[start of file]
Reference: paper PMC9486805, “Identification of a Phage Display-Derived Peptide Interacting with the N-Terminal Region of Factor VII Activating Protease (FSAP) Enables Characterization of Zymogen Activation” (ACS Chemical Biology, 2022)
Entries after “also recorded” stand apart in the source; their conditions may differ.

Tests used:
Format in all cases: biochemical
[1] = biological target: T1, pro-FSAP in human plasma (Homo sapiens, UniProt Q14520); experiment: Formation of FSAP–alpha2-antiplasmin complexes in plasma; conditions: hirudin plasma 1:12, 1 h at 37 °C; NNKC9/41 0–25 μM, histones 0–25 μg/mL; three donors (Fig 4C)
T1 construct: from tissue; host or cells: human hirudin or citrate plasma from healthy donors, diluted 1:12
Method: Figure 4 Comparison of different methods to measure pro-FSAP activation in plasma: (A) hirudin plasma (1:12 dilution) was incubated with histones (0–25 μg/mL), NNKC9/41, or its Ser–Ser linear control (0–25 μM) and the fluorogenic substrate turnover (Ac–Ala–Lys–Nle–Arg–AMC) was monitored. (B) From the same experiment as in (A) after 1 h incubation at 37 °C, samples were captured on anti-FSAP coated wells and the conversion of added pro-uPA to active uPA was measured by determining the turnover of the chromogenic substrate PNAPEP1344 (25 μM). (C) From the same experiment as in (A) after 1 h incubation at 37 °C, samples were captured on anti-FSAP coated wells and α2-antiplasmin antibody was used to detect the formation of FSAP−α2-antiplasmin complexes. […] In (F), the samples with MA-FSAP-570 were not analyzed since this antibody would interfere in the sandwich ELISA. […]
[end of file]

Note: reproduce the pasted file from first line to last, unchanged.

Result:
Reference: paper PMC9486805, “Identification of a Phage Display-Derived Peptide Interacting with the N-Terminal Region of Factor VII Activating Protease (FSAP) Enables Characterization of Zymogen Activation” (ACS Chemical Biology, 2022)
Entries after “also recorded” stand apart in the source; their conditions may differ.

Tests used:
Format in all cases: biochemical
[1] = biological target: T1, pro-FSAP in human plasma (Homo sapiens, UniProt Q14520); experiment: Formation of FSAP–alpha2-antiplasmin complexes in plasma; conditions: hirudin plasma 1:12, 1 h at 37 °C; NNKC9/41 0–25 μM, histones 0–25 μg/mL; three donors (Fig 4C)
T1 construct: from tissue; host or cells: human hirudin or citrate plasma from healthy donors, diluted 1:12
Method: Figure 4 Comparison of different methods to measure pro-FSAP activation in plasma: (A) hirudin plasma (1:12 dilution) was incubated with histones (0–25 μg/mL), NNKC9/41, or its Ser–Ser linear control (0–25 μM) and the fluorogenic substrate turnover (Ac–Ala–Lys–Nle–Arg–AMC) was monitored. (B) From the same experiment as in (A) after 1 h incubation at 37 °C, samples were captured on anti-FSAP coated wells and the conversion of added pro-uPA to active uPA was measured by determining the turnover of the chromogenic substrate PNAPEP1344 (25 μM). (C) From the same experiment as in (A) after 1 h incubation at 37 °C, samples were captured on anti-FSAP coated wells and α2-antiplasmin antibody was used to detect the formation of FSAP−α2-antiplasmin complexes. […] In (F), the samples with MA-FSAP-570 were not analyzed since this antibody would interfere in the sandwich ELISA. […]